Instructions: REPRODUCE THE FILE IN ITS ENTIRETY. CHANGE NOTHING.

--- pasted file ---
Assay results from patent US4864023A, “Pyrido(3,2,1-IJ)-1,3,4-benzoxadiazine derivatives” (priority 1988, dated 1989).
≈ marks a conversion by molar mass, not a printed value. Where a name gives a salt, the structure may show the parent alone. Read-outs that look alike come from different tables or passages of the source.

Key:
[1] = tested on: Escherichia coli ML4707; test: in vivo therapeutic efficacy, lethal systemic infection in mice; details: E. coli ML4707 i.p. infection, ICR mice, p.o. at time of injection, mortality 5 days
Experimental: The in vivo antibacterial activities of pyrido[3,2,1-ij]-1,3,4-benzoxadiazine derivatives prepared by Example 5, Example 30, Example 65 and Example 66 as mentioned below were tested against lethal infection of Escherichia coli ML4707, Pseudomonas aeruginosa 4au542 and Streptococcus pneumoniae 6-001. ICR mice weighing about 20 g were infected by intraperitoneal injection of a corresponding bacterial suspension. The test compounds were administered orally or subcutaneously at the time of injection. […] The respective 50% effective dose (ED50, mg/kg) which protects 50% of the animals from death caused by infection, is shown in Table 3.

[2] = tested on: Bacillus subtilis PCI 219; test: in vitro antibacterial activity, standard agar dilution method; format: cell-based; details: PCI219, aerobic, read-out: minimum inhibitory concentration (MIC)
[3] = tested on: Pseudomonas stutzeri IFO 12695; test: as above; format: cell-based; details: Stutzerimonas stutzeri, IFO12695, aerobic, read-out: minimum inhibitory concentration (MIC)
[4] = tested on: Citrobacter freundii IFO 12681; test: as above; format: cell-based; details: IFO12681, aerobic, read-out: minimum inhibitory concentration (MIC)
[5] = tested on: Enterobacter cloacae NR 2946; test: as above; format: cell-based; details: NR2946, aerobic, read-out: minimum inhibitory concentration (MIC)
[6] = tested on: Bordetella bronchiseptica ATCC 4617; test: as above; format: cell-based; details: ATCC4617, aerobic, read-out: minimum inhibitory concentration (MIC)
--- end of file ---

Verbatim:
Assay results from patent US4864023A, “Pyrido(3,2,1-IJ)-1,3,4-benzoxadiazine derivatives” (priority 1988, dated 1989).
≈ marks a conversion by molar mass, not a printed value. Where a name gives a salt, the structure may show the parent alone. Read-outs that look alike come from different tables or passages of the source.

Key:
[1] = tested on: Escherichia coli ML4707; test: in vivo therapeutic efficacy, lethal systemic infection in mice; details: E. coli ML4707 i.p. infection, ICR mice, p.o. at time of injection, mortality 5 days
Experimental: The in vivo antibacterial activities of pyrido[3,2,1-ij]-1,3,4-benzoxadiazine derivatives prepared by Example 5, Example 30, Example 65 and Example 66 as mentioned below were tested against lethal infection of Escherichia coli ML4707, Pseudomonas aeruginosa 4au542 and Streptococcus pneumoniae 6-001. ICR mice weighing about 20 g were infected by intraperitoneal injection of a corresponding bacterial suspension. The test compounds were administered orally or subcutaneously at the time of injection. […] The respective 50% effective dose (ED50, mg/kg) which protects 50% of the animals from death caused by infection, is shown in Table 3.

[2] = tested on: Bacillus subtilis PCI 219; test: in vitro antibacterial activity, standard agar dilution method; format: cell-based; details: PCI219, aerobic, read-out: minimum inhibitory concentration (MIC)
[3] = tested on: Pseudomonas stutzeri IFO 12695; test: as above; format: cell-based; details: Stutzerimonas stutzeri, IFO12695, aerobic, read-out: minimum inhibitory concentration (MIC)
[4] = tested on: Citrobacter freundii IFO 12681; test: as above; format: cell-based; details: IFO12681, aerobic, read-out: minimum inhibitory concentration (MIC)
[5] = tested on: Enterobacter cloacae NR 2946; test: as above; format: cell-based; details: NR2946, aerobic, read-out: minimum inhibitory concentration (MIC)
[6] = tested on: Bordetella bronchiseptica ATCC 4617; test: as above; format: cell-based; details: ATCC4617, aerobic, read-out: minimum inhibitory concentration (MIC)